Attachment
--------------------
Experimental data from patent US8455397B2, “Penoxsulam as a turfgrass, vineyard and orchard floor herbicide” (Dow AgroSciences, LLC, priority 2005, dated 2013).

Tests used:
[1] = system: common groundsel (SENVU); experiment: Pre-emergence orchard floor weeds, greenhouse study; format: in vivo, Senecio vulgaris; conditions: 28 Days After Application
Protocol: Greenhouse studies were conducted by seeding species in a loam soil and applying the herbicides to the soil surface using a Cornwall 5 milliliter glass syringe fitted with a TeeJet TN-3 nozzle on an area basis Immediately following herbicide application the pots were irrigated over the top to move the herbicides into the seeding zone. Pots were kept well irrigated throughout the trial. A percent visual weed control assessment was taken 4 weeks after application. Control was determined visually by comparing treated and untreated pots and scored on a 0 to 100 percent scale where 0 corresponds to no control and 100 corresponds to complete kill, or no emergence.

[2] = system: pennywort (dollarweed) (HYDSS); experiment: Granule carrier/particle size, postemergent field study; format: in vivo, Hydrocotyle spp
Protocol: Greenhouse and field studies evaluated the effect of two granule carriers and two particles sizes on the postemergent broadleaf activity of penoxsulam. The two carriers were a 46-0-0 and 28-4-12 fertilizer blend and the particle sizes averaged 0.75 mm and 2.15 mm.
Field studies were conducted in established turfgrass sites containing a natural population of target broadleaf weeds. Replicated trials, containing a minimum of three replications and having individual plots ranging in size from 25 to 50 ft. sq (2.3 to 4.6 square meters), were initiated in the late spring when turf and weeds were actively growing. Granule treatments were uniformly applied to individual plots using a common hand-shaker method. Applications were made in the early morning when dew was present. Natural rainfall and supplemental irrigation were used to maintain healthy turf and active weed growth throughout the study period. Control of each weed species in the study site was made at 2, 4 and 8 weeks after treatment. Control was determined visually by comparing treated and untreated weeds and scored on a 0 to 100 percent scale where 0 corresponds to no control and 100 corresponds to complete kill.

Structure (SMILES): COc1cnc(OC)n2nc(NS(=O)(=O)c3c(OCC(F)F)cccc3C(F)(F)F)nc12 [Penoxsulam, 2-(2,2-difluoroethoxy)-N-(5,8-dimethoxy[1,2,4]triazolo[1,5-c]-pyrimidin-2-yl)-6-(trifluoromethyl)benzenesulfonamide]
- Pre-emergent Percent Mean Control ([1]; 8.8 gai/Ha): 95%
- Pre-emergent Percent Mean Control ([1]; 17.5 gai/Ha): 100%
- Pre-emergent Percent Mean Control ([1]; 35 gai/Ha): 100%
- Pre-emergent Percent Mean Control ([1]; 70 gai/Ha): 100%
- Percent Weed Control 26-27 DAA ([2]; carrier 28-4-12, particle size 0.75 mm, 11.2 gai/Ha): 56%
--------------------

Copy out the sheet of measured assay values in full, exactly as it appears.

Experimental data from patent US8455397B2, “Penoxsulam as a turfgrass, vineyard and orchard floor herbicide” (Dow AgroSciences, LLC, priority 2005, dated 2013).

Tests used:
[1] = system: common groundsel (SENVU); experiment: Pre-emergence orchard floor weeds, greenhouse study; format: in vivo, Senecio vulgaris; conditions: 28 Days After Application
Protocol: Greenhouse studies were conducted by seeding species in a loam soil and applying the herbicides to the soil surface using a Cornwall 5 milliliter glass syringe fitted with a TeeJet TN-3 nozzle on an area basis Immediately following herbicide application the pots were irrigated over the top to move the herbicides into the seeding zone. Pots were kept well irrigated throughout the trial. A percent visual weed control assessment was taken 4 weeks after application. Control was determined visually by comparing treated and untreated pots and scored on a 0 to 100 percent scale where 0 corresponds to no control and 100 corresponds to complete kill, or no emergence.

[2] = system: pennywort (dollarweed) (HYDSS); experiment: Granule carrier/particle size, postemergent field study; format: in vivo, Hydrocotyle spp
Protocol: Greenhouse and field studies evaluated the effect of two granule carriers and two particles sizes on the postemergent broadleaf activity of penoxsulam. The two carriers were a 46-0-0 and 28-4-12 fertilizer blend and the particle sizes averaged 0.75 mm and 2.15 mm.
Field studies were conducted in established turfgrass sites containing a natural population of target broadleaf weeds. Replicated trials, containing a minimum of three replications and having individual plots ranging in size from 25 to 50 ft. sq (2.3 to 4.6 square meters), were initiated in the late spring when turf and weeds were actively growing. Granule treatments were uniformly applied to individual plots using a common hand-shaker method. Applications were made in the early morning when dew was present. Natural rainfall and supplemental irrigation were used to maintain healthy turf and active weed growth throughout the study period. Control of each weed species in the study site was made at 2, 4 and 8 weeks after treatment. Control was determined visually by comparing treated and untreated weeds and scored on a 0 to 100 percent scale where 0 corresponds to no control and 100 corresponds to complete kill.

Structure (SMILES): COc1cnc(OC)n2nc(NS(=O)(=O)c3c(OCC(F)F)cccc3C(F)(F)F)nc12 [Penoxsulam, 2-(2,2-difluoroethoxy)-N-(5,8-dimethoxy[1,2,4]triazolo[1,5-c]-pyrimidin-2-yl)-6-(trifluoromethyl)benzenesulfonamide]
- Pre-emergent Percent Mean Control ([1]; 8.8 gai/Ha): 95%
- Pre-emergent Percent Mean Control ([1]; 17.5 gai/Ha): 100%
- Pre-emergent Percent Mean Control ([1]; 35 gai/Ha): 100%
- Pre-emergent Percent Mean Control ([1]; 70 gai/Ha): 100%
- Percent Weed Control 26-27 DAA ([2]; carrier 28-4-12, particle size 0.75 mm, 11.2 gai/Ha): 56%